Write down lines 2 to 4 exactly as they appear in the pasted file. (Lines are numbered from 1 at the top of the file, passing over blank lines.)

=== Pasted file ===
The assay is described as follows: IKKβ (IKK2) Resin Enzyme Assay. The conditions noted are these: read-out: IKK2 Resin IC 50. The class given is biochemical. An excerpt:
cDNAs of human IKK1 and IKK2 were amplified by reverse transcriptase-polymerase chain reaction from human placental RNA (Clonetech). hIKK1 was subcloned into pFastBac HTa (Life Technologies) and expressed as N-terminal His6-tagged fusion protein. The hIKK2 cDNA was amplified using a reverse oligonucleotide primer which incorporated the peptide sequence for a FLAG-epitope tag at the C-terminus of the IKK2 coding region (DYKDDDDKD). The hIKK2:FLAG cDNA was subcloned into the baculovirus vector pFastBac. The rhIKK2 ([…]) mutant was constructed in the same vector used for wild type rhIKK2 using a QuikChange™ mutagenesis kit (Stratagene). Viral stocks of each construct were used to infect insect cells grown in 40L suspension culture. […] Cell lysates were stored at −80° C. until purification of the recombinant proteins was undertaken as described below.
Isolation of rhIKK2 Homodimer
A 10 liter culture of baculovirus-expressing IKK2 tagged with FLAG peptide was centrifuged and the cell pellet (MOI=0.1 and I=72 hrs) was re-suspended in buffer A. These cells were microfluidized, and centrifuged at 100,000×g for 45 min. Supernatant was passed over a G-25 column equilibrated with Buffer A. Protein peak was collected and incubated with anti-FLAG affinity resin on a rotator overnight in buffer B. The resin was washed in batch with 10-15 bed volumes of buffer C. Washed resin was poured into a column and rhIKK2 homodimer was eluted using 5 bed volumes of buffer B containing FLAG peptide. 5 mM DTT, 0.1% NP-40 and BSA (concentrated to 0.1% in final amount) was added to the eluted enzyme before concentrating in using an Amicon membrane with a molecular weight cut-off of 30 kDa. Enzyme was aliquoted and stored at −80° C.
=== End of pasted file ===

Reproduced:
cDNAs of human IKK1 and IKK2 were amplified by reverse transcriptase-polymerase chain reaction from human placental RNA (Clonetech). hIKK1 was subcloned into pFastBac HTa (Life Technologies) and expressed as N-terminal His6-tagged fusion protein. The hIKK2 cDNA was amplified using a reverse oligonucleotide primer which incorporated the peptide sequence for a FLAG-epitope tag at the C-terminus of the IKK2 coding region (DYKDDDDKD). The hIKK2:FLAG cDNA was subcloned into the baculovirus vector pFastBac. The rhIKK2 ([…]) mutant was constructed in the same vector used for wild type rhIKK2 using a QuikChange™ mutagenesis kit (Stratagene). Viral stocks of each construct were used to infect insect cells grown in 40L suspension culture. […] Cell lysates were stored at −80° C. until purification of the recombinant proteins was undertaken as described below.
Isolation of rhIKK2 Homodimer
A 10 liter culture of baculovirus-expressing IKK2 tagged with FLAG peptide was centrifuged and the cell pellet (MOI=0.1 and I=72 hrs) was re-suspended in buffer A. These cells were microfluidized, and centrifuged at 100,000×g for 45 min. Supernatant was passed over a G-25 column equilibrated with Buffer A. Protein peak was collected and incubated with anti-FLAG affinity resin on a rotator overnight in buffer B. The resin was washed in batch with 10-15 bed volumes of buffer C. Washed resin was poured into a column and rhIKK2 homodimer was eluted using 5 bed volumes of buffer B containing FLAG peptide. 5 mM DTT, 0.1% NP-40 and BSA (concentrated to 0.1% in final amount) was added to the eluted enzyme before concentrating in using an Amicon membrane with a molecular weight cut-off of 30 kDa. Enzyme was aliquoted and stored at −80° C.